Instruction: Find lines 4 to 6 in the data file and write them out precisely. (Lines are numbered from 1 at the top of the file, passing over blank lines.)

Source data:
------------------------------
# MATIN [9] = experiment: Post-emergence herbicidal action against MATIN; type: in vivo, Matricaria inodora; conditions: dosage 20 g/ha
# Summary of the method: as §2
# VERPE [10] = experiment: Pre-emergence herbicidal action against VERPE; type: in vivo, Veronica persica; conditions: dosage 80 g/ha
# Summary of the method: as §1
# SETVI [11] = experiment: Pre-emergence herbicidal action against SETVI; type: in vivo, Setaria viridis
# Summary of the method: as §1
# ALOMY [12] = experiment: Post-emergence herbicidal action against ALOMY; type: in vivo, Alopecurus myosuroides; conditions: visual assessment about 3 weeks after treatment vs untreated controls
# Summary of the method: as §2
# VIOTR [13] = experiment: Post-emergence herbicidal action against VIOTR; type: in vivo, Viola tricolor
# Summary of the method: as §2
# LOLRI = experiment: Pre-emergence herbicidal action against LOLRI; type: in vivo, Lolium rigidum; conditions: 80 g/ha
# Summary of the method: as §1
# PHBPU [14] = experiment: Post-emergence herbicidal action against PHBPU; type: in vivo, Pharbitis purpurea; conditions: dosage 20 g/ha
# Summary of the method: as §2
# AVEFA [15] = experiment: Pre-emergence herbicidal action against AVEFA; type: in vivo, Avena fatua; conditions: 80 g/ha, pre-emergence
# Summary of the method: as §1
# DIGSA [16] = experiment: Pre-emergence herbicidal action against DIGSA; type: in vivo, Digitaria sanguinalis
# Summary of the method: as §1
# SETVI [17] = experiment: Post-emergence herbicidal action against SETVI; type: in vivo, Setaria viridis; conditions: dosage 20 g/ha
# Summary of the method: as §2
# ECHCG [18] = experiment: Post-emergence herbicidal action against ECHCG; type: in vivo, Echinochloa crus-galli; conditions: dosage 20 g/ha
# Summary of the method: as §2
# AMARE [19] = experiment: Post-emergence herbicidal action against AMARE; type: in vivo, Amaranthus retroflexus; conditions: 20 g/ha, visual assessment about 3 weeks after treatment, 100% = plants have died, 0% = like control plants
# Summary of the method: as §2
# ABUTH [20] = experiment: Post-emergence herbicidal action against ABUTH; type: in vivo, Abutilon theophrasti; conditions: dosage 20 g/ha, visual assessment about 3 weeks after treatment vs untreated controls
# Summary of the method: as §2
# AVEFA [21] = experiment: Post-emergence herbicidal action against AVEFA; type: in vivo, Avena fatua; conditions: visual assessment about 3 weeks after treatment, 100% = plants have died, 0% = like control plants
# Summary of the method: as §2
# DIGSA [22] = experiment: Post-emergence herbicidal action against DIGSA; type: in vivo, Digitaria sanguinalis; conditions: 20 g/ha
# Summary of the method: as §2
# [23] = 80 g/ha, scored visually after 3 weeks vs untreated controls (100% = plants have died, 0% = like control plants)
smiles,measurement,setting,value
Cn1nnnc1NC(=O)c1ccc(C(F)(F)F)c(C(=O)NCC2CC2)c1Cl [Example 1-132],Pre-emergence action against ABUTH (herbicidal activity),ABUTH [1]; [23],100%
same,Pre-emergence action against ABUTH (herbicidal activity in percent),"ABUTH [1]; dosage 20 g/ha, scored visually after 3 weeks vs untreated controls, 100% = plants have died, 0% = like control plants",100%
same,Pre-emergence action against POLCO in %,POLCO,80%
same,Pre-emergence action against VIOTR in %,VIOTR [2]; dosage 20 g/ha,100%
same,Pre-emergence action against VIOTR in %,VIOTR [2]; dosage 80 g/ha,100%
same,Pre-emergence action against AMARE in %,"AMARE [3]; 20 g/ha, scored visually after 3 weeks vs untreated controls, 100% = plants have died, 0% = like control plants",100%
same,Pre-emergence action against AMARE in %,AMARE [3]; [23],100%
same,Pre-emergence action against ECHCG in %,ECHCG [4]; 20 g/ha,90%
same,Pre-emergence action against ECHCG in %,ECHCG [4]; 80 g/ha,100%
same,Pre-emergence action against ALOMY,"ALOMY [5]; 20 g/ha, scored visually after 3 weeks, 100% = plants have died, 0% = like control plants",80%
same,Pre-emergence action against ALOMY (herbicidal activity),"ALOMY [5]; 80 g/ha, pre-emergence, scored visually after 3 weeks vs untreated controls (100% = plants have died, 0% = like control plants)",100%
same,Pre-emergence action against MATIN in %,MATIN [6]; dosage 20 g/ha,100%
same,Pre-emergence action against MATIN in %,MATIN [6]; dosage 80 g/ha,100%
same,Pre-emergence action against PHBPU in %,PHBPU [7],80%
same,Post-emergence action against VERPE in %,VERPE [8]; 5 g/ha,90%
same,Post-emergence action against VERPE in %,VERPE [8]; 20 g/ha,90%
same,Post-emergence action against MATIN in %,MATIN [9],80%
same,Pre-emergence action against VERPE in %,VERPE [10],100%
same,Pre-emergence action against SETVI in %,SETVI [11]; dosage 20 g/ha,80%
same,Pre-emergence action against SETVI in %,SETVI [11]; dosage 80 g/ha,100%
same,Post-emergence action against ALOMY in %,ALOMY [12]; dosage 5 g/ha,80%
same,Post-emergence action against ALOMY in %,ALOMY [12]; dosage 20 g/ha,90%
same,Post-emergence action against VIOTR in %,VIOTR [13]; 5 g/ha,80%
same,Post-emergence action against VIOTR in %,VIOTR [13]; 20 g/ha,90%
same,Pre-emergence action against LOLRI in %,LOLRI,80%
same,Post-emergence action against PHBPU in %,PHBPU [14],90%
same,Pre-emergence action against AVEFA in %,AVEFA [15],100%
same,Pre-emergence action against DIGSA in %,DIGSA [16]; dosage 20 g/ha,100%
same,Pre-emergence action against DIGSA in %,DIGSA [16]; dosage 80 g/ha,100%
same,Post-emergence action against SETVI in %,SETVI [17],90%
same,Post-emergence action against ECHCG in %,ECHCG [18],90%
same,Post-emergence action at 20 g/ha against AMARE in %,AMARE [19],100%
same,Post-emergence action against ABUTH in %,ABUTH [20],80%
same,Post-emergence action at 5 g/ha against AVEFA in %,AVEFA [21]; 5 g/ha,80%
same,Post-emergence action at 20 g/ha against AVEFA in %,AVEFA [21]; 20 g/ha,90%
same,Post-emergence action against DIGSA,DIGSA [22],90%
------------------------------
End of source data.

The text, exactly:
# Summary of the method: as §1
# SETVI [11] = experiment: Pre-emergence herbicidal action against SETVI; type: in vivo, Setaria viridis
# Summary of the method: as §1